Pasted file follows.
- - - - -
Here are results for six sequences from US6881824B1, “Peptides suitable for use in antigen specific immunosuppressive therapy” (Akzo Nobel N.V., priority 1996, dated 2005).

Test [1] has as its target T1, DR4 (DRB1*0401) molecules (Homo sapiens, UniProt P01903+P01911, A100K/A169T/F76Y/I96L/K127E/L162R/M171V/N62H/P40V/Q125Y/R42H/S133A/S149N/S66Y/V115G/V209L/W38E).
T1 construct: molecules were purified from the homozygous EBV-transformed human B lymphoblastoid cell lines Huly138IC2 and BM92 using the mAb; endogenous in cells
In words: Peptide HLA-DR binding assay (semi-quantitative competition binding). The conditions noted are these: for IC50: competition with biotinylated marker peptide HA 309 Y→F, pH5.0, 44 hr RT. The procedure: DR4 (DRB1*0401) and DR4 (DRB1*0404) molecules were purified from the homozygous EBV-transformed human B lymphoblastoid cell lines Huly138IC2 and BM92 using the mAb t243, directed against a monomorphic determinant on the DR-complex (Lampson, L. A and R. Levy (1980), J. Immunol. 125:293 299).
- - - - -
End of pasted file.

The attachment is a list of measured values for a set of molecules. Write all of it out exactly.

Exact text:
Here are results for six sequences from US6881824B1, “Peptides suitable for use in antigen specific immunosuppressive therapy” (Akzo Nobel N.V., priority 1996, dated 2005).

Test [1] has as its target T1, DR4 (DRB1*0401) molecules (Homo sapiens, UniProt P01903+P01911, A100K/A169T/F76Y/I96L/K127E/L162R/M171V/N62H/P40V/Q125Y/R42H/S133A/S149N/S66Y/V115G/V209L/W38E).
T1 construct: molecules were purified from the homozygous EBV-transformed human B lymphoblastoid cell lines Huly138IC2 and BM92 using the mAb; endogenous in cells
In words: Peptide HLA-DR binding assay (semi-quantitative competition binding). The conditions noted are these: for IC50: competition with biotinylated marker peptide HA 309 Y→F, pH5.0, 44 hr RT. The procedure: DR4 (DRB1*0401) and DR4 (DRB1*0404) molecules were purified from the homozygous EBV-transformed human B lymphoblastoid cell lines Huly138IC2 and BM92 using the mAb t243, directed against a monomorphic determinant on the DR-complex (Lampson, L. A and R. Levy (1980), J. Immunol. 125:293 299).